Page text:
How to design and evaluate randomized controlled trials in immunotherapy for allergic rhinitis: An ARIA-GA2LEN statement

University Hospital, Hôpital Arnaud de Villeneuve, Montpellier, France.
Allergy (Impact Factor: 6.03). 06/2011; 66(6):765-74. DOI: 10.1111/j.1398-9995.2011.02590.x
Source: PubMed


To cite this article: Bousquet J, Schünemann HJ, Bousquet PJ, Bachert C, Canonica GW, Casale TB, Demoly P, Durham S, Carlsen K-H, Malling H-J, Passalacqua G, Simons FER, Anto J, Baena-Cagnani CE, Bergmann K-C, Bieber T, Briggs AH, Brozek J, Calderon MA, Dahl R, Devillier P, Gerth van Wijk R, Howarth P, Larenas D, Papadopoulos NG, Schmid-Grendelmeier P, Zuberbier T. How to design and evaluate randomized controlled trials in immunotherapy for allergic rhinitis: an ARIA-GA2LEN statement. Allergy 2011; 66: 765–774.
Specific immunotherapy (SIT) is one of the treatments for allergic rhinitis. However, for allergists, nonspecialists, regulators, payers, and patients, there remain gaps in understanding the evaluation of randomized controlled trials (RCTs). Although treating the same diseases, RCTs in SIT and pharmacotherapy should be considered separately for several reasons, as developed in this study. These include the severity and persistence of allergic rhinitis in the patients enrolled in the study, the problem of the placebo, allergen exposure (in particular pollen and mite), the analysis and reporting of the study, the level of symptoms of placebo-treated patients, the clinical relevance of the efficacy of SIT, the need for a validated combined symptom–medication score, the differences between children and adults and pharmacoeconomic analyses. This statement reviews issues raised by the interpretation of RCTs in sublingual immunotherapy. It is not possible to directly extrapolate the rules or parameters used in medication RCTs to SIT. It also provides some suggestions for the research that will be needed. Interestingly, some of the research questions can be approached with the available data obtained from large RCTs.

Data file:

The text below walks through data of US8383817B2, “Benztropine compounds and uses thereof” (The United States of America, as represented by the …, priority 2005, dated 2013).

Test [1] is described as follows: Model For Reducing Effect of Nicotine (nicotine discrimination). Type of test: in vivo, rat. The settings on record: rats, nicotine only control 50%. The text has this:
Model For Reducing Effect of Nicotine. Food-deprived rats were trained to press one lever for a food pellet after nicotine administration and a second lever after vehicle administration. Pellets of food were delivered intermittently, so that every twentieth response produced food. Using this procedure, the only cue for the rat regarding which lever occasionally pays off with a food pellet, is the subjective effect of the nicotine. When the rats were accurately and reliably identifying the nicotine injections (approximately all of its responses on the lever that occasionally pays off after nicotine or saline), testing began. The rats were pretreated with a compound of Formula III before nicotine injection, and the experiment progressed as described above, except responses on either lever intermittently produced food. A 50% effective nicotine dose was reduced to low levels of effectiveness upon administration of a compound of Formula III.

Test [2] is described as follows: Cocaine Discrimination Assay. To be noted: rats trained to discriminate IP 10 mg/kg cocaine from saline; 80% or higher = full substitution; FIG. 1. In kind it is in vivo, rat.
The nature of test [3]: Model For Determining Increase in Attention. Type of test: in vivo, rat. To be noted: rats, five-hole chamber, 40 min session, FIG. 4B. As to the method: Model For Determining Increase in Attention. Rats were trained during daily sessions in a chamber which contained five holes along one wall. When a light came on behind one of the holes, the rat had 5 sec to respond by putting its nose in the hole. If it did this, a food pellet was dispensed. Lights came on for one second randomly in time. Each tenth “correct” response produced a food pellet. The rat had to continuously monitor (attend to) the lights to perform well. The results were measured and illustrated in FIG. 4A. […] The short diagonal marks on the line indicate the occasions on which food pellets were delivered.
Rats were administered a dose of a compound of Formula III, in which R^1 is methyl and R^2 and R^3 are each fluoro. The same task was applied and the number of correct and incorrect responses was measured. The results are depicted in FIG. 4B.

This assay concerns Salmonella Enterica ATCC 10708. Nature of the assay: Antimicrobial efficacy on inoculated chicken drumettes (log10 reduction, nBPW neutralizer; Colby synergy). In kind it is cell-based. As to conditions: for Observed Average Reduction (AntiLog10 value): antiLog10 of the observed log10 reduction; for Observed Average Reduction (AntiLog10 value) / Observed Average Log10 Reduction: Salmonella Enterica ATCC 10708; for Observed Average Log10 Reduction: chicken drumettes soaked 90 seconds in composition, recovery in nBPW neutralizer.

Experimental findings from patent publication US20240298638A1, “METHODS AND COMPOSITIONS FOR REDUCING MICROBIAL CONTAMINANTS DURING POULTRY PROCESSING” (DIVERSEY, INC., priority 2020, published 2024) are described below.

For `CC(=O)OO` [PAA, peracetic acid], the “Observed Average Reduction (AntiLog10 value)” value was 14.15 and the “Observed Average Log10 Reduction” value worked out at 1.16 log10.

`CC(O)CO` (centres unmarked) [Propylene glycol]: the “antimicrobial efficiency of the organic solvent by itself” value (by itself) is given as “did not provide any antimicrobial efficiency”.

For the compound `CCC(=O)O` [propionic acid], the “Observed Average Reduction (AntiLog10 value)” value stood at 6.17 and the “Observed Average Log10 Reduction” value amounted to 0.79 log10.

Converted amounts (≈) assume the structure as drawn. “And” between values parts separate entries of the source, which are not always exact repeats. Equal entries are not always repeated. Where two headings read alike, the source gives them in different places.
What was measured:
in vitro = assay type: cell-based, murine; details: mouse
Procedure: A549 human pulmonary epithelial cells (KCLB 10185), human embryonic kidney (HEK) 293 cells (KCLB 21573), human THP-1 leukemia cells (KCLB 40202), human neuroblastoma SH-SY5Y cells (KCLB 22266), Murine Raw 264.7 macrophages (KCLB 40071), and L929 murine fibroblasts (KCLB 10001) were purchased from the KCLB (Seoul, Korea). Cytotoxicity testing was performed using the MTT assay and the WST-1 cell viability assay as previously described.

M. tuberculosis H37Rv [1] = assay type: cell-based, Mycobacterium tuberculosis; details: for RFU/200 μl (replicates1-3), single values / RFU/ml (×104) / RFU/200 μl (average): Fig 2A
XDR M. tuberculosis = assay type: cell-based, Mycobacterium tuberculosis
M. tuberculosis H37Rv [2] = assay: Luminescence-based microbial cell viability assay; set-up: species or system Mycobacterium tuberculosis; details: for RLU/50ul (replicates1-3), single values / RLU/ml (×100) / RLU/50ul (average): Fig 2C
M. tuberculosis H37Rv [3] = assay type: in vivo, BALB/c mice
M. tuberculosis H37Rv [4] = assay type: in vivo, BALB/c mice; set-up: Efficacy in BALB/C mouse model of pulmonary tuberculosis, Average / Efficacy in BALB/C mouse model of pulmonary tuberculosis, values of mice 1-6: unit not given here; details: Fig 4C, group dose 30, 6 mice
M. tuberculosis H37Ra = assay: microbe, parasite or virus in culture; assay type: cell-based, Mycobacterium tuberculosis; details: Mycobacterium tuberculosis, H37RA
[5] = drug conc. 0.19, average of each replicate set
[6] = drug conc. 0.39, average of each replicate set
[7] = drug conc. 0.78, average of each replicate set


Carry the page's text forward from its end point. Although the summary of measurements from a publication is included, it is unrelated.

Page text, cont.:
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    • "Compared with trials for symptomatic AR/C treatments, the design and execution of immunotherapy clinical trials is complex. In pharmacotherapy studies, subjects with AR/C are typically enrolled once their symptoms have reached a predefined level of severity, and the ability of the target agent to reduce symptoms can be observed within hours to days of initiation [6]. In trials of immunotherapy for seasonal allergies, treatment is initiated weeks or months prior to the onset of pollen season and the associated symptoms, to allow the treatment to modulate the immune system before the season starts [7]. "